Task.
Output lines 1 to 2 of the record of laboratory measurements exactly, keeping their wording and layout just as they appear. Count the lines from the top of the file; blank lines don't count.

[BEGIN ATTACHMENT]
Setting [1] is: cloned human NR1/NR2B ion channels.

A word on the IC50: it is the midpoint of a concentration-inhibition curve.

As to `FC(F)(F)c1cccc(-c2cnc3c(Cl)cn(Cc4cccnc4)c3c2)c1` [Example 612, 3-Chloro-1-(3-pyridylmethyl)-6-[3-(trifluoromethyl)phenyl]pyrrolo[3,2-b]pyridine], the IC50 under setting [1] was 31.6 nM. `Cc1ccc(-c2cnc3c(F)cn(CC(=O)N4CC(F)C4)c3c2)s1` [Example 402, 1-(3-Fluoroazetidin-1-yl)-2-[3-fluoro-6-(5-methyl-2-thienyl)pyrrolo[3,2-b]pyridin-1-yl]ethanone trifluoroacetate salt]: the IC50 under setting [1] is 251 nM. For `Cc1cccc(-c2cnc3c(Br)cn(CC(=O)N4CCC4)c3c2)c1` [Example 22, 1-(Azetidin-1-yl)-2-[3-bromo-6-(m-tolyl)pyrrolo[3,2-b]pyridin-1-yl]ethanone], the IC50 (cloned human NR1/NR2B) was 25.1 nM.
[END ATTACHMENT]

Setting [1] is: cloned human NR1/NR2B ion channels.

A word on the IC50: it is the midpoint of a concentration-inhibition curve.